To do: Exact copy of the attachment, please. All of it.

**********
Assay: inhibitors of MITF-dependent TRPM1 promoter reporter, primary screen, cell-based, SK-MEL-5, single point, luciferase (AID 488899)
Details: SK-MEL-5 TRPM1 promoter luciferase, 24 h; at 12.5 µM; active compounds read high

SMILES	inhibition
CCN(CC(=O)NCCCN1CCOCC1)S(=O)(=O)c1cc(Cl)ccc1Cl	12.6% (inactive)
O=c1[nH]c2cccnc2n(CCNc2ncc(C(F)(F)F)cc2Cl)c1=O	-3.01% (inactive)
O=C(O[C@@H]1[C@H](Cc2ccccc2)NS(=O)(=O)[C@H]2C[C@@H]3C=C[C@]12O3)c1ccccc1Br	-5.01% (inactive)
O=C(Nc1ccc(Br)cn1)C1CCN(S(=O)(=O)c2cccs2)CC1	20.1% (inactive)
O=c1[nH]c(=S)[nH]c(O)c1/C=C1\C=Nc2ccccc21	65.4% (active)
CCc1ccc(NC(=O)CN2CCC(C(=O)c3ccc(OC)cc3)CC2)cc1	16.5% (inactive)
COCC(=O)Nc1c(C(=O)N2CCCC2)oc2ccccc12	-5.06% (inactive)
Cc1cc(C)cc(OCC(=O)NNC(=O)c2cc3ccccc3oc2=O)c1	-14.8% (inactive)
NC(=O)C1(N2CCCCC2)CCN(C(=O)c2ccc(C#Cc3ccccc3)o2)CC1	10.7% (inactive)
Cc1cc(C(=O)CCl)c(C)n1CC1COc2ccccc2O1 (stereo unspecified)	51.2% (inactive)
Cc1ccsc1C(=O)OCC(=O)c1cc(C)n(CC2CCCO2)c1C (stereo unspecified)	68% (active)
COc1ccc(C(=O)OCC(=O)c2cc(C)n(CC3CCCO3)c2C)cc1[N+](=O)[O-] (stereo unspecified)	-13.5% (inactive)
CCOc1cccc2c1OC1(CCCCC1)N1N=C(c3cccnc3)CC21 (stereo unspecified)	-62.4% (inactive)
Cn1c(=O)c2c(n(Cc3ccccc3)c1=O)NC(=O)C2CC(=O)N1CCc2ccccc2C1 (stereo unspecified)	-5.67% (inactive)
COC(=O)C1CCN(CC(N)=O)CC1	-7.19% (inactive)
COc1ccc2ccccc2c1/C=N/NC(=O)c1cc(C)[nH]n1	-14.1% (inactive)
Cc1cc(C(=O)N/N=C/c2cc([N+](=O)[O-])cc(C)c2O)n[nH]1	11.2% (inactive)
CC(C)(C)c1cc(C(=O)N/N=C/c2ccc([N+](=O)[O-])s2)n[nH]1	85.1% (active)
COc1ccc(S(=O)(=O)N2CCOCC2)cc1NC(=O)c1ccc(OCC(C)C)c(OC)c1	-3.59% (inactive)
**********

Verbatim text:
Assay: inhibitors of MITF-dependent TRPM1 promoter reporter, primary screen, cell-based, SK-MEL-5, single point, luciferase (AID 488899)
Details: SK-MEL-5 TRPM1 promoter luciferase, 24 h; at 12.5 µM; active compounds read high

SMILES	inhibition
CCN(CC(=O)NCCCN1CCOCC1)S(=O)(=O)c1cc(Cl)ccc1Cl	12.6% (inactive)
O=c1[nH]c2cccnc2n(CCNc2ncc(C(F)(F)F)cc2Cl)c1=O	-3.01% (inactive)
O=C(O[C@@H]1[C@H](Cc2ccccc2)NS(=O)(=O)[C@H]2C[C@@H]3C=C[C@]12O3)c1ccccc1Br	-5.01% (inactive)
O=C(Nc1ccc(Br)cn1)C1CCN(S(=O)(=O)c2cccs2)CC1	20.1% (inactive)
O=c1[nH]c(=S)[nH]c(O)c1/C=C1\C=Nc2ccccc21	65.4% (active)
CCc1ccc(NC(=O)CN2CCC(C(=O)c3ccc(OC)cc3)CC2)cc1	16.5% (inactive)
COCC(=O)Nc1c(C(=O)N2CCCC2)oc2ccccc12	-5.06% (inactive)
Cc1cc(C)cc(OCC(=O)NNC(=O)c2cc3ccccc3oc2=O)c1	-14.8% (inactive)
NC(=O)C1(N2CCCCC2)CCN(C(=O)c2ccc(C#Cc3ccccc3)o2)CC1	10.7% (inactive)
Cc1cc(C(=O)CCl)c(C)n1CC1COc2ccccc2O1 (stereo unspecified)	51.2% (inactive)
Cc1ccsc1C(=O)OCC(=O)c1cc(C)n(CC2CCCO2)c1C (stereo unspecified)	68% (active)
COc1ccc(C(=O)OCC(=O)c2cc(C)n(CC3CCCO3)c2C)cc1[N+](=O)[O-] (stereo unspecified)	-13.5% (inactive)
CCOc1cccc2c1OC1(CCCCC1)N1N=C(c3cccnc3)CC21 (stereo unspecified)	-62.4% (inactive)
Cn1c(=O)c2c(n(Cc3ccccc3)c1=O)NC(=O)C2CC(=O)N1CCc2ccccc2C1 (stereo unspecified)	-5.67% (inactive)
COC(=O)C1CCN(CC(N)=O)CC1	-7.19% (inactive)
COc1ccc2ccccc2c1/C=N/NC(=O)c1cc(C)[nH]n1	-14.1% (inactive)
Cc1cc(C(=O)N/N=C/c2cc([N+](=O)[O-])cc(C)c2O)n[nH]1	11.2% (inactive)
CC(C)(C)c1cc(C(=O)N/N=C/c2ccc([N+](=O)[O-])s2)n[nH]1	85.1% (active)
COc1ccc(S(=O)(=O)N2CCOCC2)cc1NC(=O)c1ccc(OCC(C)C)c(OC)c1	-3.59% (inactive)